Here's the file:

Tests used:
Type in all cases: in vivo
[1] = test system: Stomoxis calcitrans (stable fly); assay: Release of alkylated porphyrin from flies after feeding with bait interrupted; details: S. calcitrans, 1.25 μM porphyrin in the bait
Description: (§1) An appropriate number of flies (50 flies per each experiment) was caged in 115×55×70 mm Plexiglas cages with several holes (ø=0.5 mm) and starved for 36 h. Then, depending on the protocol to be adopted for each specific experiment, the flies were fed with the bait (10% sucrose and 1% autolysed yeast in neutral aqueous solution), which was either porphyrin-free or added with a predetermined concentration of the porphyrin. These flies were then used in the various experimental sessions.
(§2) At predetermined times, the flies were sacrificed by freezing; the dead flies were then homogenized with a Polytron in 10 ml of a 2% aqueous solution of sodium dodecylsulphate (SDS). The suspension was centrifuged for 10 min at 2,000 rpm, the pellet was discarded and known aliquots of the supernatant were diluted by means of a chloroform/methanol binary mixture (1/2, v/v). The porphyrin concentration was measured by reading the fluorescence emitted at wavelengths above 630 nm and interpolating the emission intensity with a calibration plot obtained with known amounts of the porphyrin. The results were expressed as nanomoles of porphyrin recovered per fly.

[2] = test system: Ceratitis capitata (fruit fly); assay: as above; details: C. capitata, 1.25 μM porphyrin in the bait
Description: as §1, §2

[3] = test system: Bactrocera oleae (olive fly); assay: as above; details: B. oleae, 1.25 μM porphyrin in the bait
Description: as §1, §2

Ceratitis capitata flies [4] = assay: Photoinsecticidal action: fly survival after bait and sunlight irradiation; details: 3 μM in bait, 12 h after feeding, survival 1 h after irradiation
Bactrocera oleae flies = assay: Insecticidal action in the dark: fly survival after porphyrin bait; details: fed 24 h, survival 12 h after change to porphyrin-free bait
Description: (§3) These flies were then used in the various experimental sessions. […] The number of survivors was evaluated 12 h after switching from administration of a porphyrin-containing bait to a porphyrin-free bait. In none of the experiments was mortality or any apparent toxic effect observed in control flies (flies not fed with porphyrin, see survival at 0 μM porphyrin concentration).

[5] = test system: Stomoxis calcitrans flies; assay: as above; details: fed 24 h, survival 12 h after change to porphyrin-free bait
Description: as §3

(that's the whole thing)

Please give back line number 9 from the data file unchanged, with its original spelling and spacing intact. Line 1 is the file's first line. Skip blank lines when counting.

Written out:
Description: as §1, §2